The Pink Flamingo Nests at Mahan Rykiel Another Year
(L-R) : Richard Jones, Jingting Li, James Sink holding awards for Innovation, Research and Design.
Baltimore, MD (April 13, 2018) – Mahan Rykiel Associates (MRA), Baltimore based landscape architecture, urban design, and planning firm, wins three awards from the Maryland Chapter of the American Society of Landscape Architects (MD ASLA). For the third consecutive year in a row, Mahan Rykiel is the proud recipient of the Traveling Innovation Award(a 24 inch tall pink chic metal flamingo) for Project Birdland. The Traveling Award is a “prestigious award for a project that uniquely reflects and solves the most current issues in landscape architecture through innovative design excellence.” In the research category, MRA also received a Merit Award for Design With Dredge, a project focused on the innovative reuse of dredge that was featured as the December cover story in Landscape Architecture Magazine, the national publication of the American Society of Landscape Architects. In the design category, MRA received a merit award for the community-driven design of Eager Park, a 5.5 acre park at the core of a $1.8 billion dollar development in East Baltimore. Project Birdland is a landscape-led coalition that leverages development dollars, long-term ecosystem research, and social capital in the service of Baltimore City Public School students. The collaborative effort launched its first pilot at Francis Scott Key Elementary/Middle School. In the first year, Project Birdland trained 11 teachers on recognized research in career imprinting, engaged 60 students in a design challenge, inspired more than 200 people to participate in a community greening day, and transformed almost 9,000 square feet of underutilized schoolyard. The lessons learned from this inaugural effort are being incorporated into an updated and streamlined process and design toolkit, with the intent of being incorporated into other Baltimore City Schools and public parks. Learn more: www.projectbirdland.org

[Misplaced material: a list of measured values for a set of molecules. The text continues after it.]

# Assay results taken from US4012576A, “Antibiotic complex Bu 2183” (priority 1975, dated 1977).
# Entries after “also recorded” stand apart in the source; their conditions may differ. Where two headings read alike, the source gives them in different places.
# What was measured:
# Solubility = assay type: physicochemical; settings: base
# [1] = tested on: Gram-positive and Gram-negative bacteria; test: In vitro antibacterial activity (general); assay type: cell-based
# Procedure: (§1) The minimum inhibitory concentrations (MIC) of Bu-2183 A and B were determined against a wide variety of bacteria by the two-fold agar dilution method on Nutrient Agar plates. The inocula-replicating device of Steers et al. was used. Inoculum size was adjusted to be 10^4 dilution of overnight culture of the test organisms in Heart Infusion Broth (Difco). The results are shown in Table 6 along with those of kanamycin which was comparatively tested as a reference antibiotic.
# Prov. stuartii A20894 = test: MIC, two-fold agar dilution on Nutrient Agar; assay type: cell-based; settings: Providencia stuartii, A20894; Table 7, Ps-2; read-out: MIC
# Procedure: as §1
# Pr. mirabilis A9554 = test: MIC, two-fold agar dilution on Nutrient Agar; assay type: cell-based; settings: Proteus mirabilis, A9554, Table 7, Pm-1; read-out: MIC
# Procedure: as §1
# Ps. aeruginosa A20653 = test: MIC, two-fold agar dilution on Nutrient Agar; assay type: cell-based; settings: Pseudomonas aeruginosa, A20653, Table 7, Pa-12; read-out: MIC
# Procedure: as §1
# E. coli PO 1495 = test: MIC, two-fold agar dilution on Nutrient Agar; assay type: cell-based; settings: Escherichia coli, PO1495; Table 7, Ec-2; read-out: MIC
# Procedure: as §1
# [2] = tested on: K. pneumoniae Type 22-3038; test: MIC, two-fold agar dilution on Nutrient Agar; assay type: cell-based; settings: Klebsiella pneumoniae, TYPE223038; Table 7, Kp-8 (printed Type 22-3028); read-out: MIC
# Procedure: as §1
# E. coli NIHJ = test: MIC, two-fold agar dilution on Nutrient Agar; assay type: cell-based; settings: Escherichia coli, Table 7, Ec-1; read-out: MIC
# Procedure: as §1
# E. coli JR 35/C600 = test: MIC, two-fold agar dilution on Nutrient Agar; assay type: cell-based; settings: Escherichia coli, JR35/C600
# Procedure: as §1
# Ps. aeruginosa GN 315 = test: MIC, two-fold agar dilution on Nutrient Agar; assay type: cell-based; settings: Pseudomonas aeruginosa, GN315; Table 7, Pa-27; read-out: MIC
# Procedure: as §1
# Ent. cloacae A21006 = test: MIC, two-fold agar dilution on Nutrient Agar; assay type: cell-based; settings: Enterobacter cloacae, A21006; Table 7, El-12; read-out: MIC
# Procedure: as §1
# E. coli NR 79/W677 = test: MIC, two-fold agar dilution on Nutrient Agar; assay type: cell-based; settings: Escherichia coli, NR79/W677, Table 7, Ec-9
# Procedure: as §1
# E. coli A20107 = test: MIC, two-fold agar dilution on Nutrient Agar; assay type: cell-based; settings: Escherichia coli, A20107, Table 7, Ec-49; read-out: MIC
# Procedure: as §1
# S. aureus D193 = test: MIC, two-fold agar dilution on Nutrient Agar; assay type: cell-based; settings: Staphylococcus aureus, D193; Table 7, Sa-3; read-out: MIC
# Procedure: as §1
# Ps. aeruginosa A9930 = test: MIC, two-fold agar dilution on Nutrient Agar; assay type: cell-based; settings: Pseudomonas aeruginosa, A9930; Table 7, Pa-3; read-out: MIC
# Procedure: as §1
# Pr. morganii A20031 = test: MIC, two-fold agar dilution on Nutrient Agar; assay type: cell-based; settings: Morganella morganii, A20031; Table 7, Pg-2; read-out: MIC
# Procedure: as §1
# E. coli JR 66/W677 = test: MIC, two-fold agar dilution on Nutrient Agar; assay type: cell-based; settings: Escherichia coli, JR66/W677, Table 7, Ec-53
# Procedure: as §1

Every year in the Chesapeake Bay, at least 2.5 million cubic yards of sediment is dredged from the Baltimore Harbor to enable deep draught vessels to reach the Port. The Design with Dredge research is influencing dredged material management in Baltimore and the Chesapeake Bay region through new material specifications, design standards, ecological management strategies, and community outreach and engagement methods. Learn more: Design With Dredge Eager Park’s human-centered design strategy deployed extensive community engagement and visioning sessions to stimulate dialogue about the future of the park. The team’s process yielded a layered set of design principles based on community values, civic responsibility, cultural awareness, local history, social impact, neighborhood ownership and active play. Various user groups gave voice to the plan including long-time neighborhood residents, K-12 students and teachers, Johns Hopkins medical staff and patients, new residents and young families. Cultural identity was of prime importance to many of the long-time residents and local community from whom the design team drew inspiration. Expanding over three city blocks, the park invites outdoor activities as well as community events, including concerts, graduations, farmer’s markets, and sporting events, by providing multiple spaces for people to come together and interact, including the southern plaza, amphitheater, overlook, pavilion, great lawn, playground and community garden. Project Birdland design and research team:
Matt Fichter, formerly of MRA Design with Dredge design and research team:
Qing Li Eager Park Design Team:
Joe Burkhardt, formerly of MRA